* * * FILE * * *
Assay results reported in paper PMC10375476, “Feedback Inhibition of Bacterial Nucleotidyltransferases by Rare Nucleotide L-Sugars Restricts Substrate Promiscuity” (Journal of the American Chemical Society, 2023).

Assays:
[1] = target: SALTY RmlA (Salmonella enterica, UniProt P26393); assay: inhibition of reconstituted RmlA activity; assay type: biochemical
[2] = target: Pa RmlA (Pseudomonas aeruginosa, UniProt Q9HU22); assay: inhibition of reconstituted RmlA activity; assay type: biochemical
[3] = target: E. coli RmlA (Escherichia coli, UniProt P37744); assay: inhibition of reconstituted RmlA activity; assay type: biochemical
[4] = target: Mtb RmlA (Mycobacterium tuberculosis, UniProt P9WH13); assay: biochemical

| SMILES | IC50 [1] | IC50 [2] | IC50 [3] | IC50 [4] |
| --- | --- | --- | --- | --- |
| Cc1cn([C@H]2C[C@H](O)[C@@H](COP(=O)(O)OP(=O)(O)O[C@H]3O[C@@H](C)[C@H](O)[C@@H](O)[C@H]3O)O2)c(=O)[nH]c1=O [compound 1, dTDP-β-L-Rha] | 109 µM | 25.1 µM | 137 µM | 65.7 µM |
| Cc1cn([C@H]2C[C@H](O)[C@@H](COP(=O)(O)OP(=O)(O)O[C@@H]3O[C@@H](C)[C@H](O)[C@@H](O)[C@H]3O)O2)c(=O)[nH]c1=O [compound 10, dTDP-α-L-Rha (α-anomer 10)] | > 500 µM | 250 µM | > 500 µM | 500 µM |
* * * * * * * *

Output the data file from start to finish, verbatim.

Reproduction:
Assay results reported in paper PMC10375476, “Feedback Inhibition of Bacterial Nucleotidyltransferases by Rare Nucleotide L-Sugars Restricts Substrate Promiscuity” (Journal of the American Chemical Society, 2023).

Assays:
[1] = target: SALTY RmlA (Salmonella enterica, UniProt P26393); assay: inhibition of reconstituted RmlA activity; assay type: biochemical
[2] = target: Pa RmlA (Pseudomonas aeruginosa, UniProt Q9HU22); assay: inhibition of reconstituted RmlA activity; assay type: biochemical
[3] = target: E. coli RmlA (Escherichia coli, UniProt P37744); assay: inhibition of reconstituted RmlA activity; assay type: biochemical
[4] = target: Mtb RmlA (Mycobacterium tuberculosis, UniProt P9WH13); assay: biochemical

| SMILES | IC50 [1] | IC50 [2] | IC50 [3] | IC50 [4] |
| --- | --- | --- | --- | --- |
| Cc1cn([C@H]2C[C@H](O)[C@@H](COP(=O)(O)OP(=O)(O)O[C@H]3O[C@@H](C)[C@H](O)[C@@H](O)[C@H]3O)O2)c(=O)[nH]c1=O [compound 1, dTDP-β-L-Rha] | 109 µM | 25.1 µM | 137 µM | 65.7 µM |
| Cc1cn([C@H]2C[C@H](O)[C@@H](COP(=O)(O)OP(=O)(O)O[C@@H]3O[C@@H](C)[C@H](O)[C@@H](O)[C@H]3O)O2)c(=O)[nH]c1=O [compound 10, dTDP-α-L-Rha (α-anomer 10)] | > 500 µM | 250 µM | > 500 µM | 500 µM |